September 19, 2008 - Who could ever forget the charming and endearing story that is Beauty and the Beast? The classic, fairy tale has been retold through books, short stories, and animated movies. The story now presents itself through the eighth episode of American McGee's Grimm. Beauty and the Beast is also the last episode in the series' first volume. So is this closing chapter the Beauty or the Beast?

How about a weird hybrid of the two? While I'm a fan of the original tale, this episode doesn't quite live up to expectations in the narrative department. As the story goes, a father finds himself pulling a flower from Beast's garden. Upon seeing this, the Beast confronts the man and threatens to take his life. The scared man tells the Beast of his daughter, and the creature exchanges his life for the girl's. That is how Beauty meets up with the Beast and then you get your happy ending from there. While this is the premise of the story, the narrative was very weak and I forgot I was participating in the famed story halfway through. Also, if you're looking for a close tie-in to the Disney movie, you won't find that here. As with all Grimm episodes, this game is still dark and putrid.

Mr. Beast, I presume?
And this dirtiness carries itself over to the gameplay department, which still involves the same run-around-and-stink-up-the-place mechanic. Even though the gameplay construct was never engaging, this episode features a couple cool enhancements. When I say "cool" I mean it literally. As Grimm, you'll travel through a snowy level filled with slippery ice, which a welcome gameplay addition. Within the ice are huge crevices, which act as death pits. Combine this with the slipperiness, and you may kiss your stinky butt goodbye. Of course the penalty of death in the Grimm series is nothing more than starting over from a nearby checkpoint, but still, it's nice to see some new obstacles. However, pits aren't the only impediments you'll encounter. There's also bits of fire in a later level, and with one touch of the flame, you're toast.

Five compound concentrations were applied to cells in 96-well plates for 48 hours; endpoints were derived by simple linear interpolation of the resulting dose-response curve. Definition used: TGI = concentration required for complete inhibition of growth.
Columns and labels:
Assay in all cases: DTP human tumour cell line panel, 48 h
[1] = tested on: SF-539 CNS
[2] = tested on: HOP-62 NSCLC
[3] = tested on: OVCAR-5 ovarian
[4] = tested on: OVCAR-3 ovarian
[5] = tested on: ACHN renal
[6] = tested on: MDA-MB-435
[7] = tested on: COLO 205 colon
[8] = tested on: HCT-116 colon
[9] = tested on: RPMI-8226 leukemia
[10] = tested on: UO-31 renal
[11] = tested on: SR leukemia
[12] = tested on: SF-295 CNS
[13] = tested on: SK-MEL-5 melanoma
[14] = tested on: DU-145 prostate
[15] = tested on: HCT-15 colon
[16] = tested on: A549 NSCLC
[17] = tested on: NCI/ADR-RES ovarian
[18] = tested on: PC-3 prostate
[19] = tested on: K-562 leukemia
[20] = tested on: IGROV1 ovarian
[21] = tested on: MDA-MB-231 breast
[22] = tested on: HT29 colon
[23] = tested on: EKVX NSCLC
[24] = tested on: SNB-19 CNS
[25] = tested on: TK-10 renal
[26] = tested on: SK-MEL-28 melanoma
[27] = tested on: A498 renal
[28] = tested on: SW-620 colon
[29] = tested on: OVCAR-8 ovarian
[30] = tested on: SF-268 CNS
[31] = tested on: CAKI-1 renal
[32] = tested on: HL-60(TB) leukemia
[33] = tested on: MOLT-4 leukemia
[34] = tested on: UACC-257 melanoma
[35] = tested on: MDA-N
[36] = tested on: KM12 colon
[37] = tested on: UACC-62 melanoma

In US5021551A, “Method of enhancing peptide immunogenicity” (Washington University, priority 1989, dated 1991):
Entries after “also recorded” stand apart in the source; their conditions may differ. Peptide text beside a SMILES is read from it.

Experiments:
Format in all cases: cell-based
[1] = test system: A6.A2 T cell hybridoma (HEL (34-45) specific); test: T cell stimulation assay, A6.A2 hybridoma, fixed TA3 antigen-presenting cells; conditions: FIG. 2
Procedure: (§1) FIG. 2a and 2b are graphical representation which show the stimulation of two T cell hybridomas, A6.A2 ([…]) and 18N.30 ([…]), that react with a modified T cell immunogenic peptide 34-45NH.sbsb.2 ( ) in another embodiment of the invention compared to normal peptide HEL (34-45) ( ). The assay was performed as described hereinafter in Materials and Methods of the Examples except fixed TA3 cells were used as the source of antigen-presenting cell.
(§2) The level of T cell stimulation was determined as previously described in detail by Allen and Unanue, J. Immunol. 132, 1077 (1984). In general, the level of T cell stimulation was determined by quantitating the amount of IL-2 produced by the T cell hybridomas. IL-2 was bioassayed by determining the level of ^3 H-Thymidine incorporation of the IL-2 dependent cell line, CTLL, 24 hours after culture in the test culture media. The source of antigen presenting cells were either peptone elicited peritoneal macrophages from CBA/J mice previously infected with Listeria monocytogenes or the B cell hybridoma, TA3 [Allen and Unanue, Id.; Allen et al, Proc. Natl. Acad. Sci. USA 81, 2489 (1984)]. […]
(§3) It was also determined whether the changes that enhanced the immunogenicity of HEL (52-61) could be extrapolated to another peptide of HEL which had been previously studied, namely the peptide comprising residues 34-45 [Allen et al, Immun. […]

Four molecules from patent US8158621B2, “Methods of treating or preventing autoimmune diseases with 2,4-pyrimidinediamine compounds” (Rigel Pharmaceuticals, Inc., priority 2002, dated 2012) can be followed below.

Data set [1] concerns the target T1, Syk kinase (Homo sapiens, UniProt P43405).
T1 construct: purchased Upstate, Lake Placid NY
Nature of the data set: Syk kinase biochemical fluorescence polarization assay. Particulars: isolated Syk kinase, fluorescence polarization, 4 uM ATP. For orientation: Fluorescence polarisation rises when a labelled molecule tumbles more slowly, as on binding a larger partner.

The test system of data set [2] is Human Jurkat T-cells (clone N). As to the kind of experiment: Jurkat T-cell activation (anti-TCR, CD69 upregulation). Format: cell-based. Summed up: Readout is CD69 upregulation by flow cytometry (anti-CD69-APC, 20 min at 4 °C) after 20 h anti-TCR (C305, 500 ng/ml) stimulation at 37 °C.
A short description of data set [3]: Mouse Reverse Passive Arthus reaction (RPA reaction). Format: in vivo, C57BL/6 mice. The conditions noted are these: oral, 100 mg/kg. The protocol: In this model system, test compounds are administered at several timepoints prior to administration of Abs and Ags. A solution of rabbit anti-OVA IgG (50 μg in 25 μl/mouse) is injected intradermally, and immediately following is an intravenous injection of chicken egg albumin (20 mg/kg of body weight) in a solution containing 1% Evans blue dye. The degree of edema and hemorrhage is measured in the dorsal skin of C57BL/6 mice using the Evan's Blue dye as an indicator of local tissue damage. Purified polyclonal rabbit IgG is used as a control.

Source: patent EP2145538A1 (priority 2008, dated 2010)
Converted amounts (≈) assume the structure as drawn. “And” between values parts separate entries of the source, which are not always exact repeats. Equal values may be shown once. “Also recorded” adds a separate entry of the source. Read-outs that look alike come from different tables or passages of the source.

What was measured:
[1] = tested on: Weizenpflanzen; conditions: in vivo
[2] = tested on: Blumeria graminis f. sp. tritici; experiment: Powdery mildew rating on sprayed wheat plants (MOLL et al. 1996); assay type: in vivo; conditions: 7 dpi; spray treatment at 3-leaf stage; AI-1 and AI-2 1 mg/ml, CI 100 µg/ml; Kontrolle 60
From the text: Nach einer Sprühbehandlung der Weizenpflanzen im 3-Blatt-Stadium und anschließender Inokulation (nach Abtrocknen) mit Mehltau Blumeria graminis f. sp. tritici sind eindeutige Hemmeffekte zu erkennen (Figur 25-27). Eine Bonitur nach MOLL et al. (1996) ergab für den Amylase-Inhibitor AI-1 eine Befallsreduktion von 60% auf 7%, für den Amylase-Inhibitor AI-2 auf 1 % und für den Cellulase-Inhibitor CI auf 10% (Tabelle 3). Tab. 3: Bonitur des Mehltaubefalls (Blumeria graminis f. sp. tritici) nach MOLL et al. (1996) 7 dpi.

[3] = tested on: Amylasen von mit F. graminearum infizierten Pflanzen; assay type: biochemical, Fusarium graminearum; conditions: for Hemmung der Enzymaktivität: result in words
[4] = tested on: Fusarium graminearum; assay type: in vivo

This episode has a couple of good things going for it. The levels are sized well and pretty multilayered for the series. There are some cool light-to-dark visual transformations and the colorful, twisted art direction represents itself through some wickedly cool environments. All of this seems to run smoother than usual to boot. To top it all off, there are some decent and slightly varied platforming sections. However, for all of its enhancements, the series still has its shortcomings.

First of all, the dialogue is pretty hit or miss. While it made me chuckle once or twice, the actual phrasings are too wordy and convoluted for their own good. The series seems to think it is smart and witty with its dialogue (sometimes it is), but most of the time it just tries too hard. As for the flaws with the gameplay, in one level I was required to chase and "butt stomp" wolves that roamed the land. Expecting a chase, I ran up to a wolf and butt stomped it by pressing the jump button twice. The creature just stood there, and I completed my objective. I moved onto the next wolf, and the result was the same.